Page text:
The most essential 5 minutes in the life of an entrepreneur

When you decide to look for more funds, you might think that connecting to relevant potential investors and scheduling the meeting is the most difficult part: “Just give me an opportunity to present them my extraordinary product, and they will fall in love and open their wallets.” But you will be surprised that scheduling meetings is nothing in comparison to gaining true attention and interest to your business. When you’re already in a room with investors, you will find out that many of them will barely pay attention to you and your business case.

It is a common mistake to think that if you have secured a 60-minute meeting, it also means that you have 60 minutes of attention.

The typical attention span looks as follows:

The challenge is to change that span. You only have 5 minutes to make an impression that will secure the investors’ attention for the next 15 minutes, which, if used correctly, will gain you an additional 30 minutes.

Therefore, the first slides of your presentation are essential to your 5-minute pitch:

  1. Innovation – what differentiates your company from other players in the industry. Which problems you resolve that others can’t, where lies an opportunity for income, and what is your unique value proposition.
  2. What is your magic in a single clear sentence, explaining how your company capitalizes on its innovative approach? The main failure of beginner entrepreneurs is speaking for half an hour without clearly explaining that very important point.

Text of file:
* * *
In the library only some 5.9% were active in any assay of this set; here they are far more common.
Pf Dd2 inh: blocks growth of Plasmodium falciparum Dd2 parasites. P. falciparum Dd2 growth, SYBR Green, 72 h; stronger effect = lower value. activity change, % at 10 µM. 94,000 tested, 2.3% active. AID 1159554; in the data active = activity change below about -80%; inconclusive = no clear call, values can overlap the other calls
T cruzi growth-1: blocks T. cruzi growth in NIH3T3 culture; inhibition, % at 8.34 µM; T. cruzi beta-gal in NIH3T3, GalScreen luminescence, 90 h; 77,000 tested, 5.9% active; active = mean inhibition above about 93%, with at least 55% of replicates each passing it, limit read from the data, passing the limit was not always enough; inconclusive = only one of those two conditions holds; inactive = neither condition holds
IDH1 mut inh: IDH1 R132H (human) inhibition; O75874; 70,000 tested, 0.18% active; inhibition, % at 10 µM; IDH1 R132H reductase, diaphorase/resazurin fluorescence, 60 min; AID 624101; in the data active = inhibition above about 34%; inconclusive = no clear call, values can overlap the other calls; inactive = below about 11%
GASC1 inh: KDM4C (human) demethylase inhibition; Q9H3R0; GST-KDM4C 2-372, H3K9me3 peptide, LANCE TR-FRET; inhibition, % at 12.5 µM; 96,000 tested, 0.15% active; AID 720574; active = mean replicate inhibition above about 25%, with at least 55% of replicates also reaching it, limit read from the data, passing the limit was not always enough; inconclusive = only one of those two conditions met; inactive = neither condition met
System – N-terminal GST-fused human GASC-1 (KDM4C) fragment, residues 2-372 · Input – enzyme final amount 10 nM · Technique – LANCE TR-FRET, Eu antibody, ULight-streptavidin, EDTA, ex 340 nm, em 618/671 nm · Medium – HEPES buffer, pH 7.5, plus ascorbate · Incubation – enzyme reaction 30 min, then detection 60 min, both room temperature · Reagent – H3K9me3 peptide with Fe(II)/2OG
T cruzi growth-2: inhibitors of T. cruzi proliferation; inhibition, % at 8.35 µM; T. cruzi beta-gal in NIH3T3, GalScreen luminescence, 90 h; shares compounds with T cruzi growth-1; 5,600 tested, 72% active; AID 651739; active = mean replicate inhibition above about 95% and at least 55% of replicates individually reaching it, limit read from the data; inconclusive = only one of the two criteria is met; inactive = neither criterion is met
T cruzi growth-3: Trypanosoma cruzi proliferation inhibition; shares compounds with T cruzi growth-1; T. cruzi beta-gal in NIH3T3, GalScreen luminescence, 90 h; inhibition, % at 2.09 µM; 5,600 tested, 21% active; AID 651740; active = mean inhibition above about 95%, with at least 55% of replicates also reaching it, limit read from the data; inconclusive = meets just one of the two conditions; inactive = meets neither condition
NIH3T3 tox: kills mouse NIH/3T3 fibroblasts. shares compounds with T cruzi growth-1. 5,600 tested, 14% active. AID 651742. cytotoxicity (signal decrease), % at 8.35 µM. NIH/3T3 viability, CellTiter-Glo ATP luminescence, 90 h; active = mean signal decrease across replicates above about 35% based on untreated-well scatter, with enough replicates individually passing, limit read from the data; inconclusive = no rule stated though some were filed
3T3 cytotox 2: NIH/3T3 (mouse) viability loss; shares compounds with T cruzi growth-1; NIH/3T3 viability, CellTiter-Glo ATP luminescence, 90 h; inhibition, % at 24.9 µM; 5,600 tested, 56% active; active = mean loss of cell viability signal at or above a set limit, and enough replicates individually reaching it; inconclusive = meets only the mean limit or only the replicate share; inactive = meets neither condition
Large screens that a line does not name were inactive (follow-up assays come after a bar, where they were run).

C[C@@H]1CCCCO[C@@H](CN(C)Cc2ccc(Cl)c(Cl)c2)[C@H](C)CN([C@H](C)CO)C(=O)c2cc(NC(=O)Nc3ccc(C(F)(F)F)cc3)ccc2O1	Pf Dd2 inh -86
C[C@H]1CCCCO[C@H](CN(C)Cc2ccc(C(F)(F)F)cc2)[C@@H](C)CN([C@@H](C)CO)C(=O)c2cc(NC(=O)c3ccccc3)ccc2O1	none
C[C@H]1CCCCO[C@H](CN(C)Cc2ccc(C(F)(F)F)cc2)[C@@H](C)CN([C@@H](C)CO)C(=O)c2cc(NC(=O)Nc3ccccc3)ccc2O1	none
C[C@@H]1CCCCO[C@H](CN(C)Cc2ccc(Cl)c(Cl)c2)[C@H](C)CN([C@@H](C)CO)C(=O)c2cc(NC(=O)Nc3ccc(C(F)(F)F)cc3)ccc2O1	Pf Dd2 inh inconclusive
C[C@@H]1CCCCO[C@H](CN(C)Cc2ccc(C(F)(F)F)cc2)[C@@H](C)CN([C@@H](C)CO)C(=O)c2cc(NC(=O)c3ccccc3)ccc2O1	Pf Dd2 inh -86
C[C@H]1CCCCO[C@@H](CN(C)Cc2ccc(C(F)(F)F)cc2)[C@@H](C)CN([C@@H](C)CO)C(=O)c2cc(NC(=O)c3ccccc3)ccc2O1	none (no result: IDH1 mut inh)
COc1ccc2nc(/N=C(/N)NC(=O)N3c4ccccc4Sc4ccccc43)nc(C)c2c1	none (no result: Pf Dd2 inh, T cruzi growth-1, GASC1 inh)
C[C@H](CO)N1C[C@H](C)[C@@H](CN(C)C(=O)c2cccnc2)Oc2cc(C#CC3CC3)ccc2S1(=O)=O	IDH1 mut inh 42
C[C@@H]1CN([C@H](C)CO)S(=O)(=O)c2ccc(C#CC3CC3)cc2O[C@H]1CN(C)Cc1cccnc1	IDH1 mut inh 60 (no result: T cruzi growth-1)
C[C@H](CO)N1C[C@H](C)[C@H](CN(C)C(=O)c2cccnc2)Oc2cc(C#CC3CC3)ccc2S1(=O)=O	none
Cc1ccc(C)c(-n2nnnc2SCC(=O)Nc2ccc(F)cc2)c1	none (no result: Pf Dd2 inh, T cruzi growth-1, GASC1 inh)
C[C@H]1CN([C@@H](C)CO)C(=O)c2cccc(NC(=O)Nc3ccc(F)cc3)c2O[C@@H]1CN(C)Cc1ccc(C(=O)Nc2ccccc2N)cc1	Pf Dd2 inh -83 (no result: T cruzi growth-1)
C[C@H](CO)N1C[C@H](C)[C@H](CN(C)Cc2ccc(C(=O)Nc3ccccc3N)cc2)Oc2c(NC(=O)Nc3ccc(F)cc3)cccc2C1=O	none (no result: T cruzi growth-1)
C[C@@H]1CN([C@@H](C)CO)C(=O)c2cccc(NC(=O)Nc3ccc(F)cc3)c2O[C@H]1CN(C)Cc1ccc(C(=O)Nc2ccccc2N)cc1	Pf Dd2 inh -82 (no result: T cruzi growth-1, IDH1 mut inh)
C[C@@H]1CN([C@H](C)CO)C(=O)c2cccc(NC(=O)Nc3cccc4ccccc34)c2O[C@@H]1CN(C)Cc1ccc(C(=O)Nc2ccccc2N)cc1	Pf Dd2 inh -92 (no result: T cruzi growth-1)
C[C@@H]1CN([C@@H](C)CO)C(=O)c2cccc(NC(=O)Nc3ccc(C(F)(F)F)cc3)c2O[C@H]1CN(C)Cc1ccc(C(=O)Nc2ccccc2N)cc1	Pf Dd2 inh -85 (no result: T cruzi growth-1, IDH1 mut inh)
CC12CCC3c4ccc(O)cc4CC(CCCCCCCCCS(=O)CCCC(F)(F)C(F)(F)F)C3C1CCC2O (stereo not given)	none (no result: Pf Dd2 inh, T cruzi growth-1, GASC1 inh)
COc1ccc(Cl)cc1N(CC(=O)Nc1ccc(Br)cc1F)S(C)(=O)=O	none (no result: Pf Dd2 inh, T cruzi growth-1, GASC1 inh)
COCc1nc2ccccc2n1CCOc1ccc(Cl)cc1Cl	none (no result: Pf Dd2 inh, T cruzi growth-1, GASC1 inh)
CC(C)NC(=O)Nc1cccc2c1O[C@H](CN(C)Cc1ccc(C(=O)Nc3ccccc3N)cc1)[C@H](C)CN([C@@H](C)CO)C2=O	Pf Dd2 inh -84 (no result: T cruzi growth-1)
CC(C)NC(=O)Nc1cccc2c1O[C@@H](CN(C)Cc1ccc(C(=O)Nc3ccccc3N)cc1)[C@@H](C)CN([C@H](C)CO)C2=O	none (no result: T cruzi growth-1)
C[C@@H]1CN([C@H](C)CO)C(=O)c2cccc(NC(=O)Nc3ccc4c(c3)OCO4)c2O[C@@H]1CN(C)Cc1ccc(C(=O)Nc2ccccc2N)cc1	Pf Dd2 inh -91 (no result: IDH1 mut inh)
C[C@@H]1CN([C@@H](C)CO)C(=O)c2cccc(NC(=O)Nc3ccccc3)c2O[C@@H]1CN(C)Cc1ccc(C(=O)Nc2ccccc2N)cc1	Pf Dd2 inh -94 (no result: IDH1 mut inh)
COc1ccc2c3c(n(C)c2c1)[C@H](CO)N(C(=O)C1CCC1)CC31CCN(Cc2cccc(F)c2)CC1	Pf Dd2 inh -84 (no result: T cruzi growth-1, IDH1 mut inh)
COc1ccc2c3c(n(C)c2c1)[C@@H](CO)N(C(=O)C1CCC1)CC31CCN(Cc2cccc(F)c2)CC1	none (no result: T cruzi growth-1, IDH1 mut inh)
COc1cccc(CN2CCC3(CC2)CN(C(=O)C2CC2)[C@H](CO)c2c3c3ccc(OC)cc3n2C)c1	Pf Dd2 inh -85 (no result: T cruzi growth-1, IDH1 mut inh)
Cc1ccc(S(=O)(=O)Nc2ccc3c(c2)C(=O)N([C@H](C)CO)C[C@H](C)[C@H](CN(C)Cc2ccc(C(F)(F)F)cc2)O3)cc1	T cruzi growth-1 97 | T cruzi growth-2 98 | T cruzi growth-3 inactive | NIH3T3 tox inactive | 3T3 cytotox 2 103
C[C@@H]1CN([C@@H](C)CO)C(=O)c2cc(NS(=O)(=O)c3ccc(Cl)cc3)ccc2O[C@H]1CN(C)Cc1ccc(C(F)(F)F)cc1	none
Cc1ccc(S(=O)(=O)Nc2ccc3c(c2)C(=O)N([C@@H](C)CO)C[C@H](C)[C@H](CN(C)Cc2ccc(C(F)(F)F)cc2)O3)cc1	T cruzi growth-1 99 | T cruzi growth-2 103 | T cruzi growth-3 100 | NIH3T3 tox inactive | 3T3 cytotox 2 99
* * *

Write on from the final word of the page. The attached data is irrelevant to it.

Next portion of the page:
Use less text on that slide and more visuals of your solution. A link to a short video could be great. Note: now it’s the time to mention your unique patents and/or technology, as well as the products which are currently in the pipeline.

  1. Fast facts and key metrics of your business. When were you founded, how many employees, what stage of development/market share, how much funding do you seek.

At this point, your first 5 minutes are almost up, and you have just a few quick moments to run through a slide describing the agenda of the rest of the presentation.

Afterwards, stop! Do not to dive into your story yet! Check your audience’s understanding and concerns which you can address during the remaining time of the presentation. This will also keep them actively listening to you.

There are many ways to tell your story, and they can be good as long as you feel authentic and excited with your storytelling, but you should remember several points which must be addressed:

  1. “Pain” – be very clear about the problem which you are solving! Your investors should clearly understand that there is a problem and there is a demand for a solution. You must share your unique vision as of the best “cure” to the “pain”.
  2. A demo is worth a thousand words – while presenting a solution, show a demo video or make a live demo. In the worst case, use step by step photos or graphics. It must be interactive, rather than just theoretical.